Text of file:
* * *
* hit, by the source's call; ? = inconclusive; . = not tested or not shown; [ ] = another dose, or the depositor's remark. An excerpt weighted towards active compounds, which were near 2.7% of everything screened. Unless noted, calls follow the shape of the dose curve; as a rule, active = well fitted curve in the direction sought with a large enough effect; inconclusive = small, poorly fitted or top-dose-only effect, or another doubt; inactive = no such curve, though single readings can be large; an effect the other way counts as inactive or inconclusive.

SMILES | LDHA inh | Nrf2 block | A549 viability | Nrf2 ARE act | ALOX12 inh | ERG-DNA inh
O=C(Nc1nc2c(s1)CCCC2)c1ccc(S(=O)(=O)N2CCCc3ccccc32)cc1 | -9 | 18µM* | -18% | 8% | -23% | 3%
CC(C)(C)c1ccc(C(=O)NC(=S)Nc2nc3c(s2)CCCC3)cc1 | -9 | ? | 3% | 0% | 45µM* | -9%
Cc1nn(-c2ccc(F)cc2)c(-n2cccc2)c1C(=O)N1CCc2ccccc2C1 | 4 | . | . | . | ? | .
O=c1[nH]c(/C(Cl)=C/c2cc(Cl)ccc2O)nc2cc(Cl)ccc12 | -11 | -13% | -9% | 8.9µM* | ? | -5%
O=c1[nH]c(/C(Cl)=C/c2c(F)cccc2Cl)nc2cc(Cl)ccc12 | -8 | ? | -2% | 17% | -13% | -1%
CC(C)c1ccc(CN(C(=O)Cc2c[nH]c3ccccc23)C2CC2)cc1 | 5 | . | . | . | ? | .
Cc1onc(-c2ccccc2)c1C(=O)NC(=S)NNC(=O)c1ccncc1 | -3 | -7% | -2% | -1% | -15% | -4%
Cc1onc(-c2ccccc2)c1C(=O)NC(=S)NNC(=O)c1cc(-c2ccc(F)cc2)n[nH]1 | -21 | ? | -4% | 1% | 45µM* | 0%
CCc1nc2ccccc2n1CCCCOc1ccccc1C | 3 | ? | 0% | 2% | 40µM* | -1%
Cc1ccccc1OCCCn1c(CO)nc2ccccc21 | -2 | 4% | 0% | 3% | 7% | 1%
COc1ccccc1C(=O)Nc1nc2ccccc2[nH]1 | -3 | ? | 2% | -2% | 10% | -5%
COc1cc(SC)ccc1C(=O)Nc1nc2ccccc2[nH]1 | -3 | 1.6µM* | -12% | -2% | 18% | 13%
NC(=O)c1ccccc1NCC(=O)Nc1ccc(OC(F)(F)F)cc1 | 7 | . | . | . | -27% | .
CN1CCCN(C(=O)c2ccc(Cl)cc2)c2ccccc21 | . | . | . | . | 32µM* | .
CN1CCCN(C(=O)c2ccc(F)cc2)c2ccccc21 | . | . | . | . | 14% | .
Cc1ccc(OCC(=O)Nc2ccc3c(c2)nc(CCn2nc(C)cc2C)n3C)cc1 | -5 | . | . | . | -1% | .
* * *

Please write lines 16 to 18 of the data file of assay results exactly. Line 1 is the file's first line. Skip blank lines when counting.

CN1CCCN(C(=O)c2ccc(Cl)cc2)c2ccccc21 | . | . | . | . | 32µM* | .
CN1CCCN(C(=O)c2ccc(F)cc2)c2ccccc21 | . | . | . | . | 14% | .
Cc1ccc(OCC(=O)Nc2ccc3c(c2)nc(CCn2nc(C)cc2C)n3C)cc1 | -5 | . | . | . | -1% | .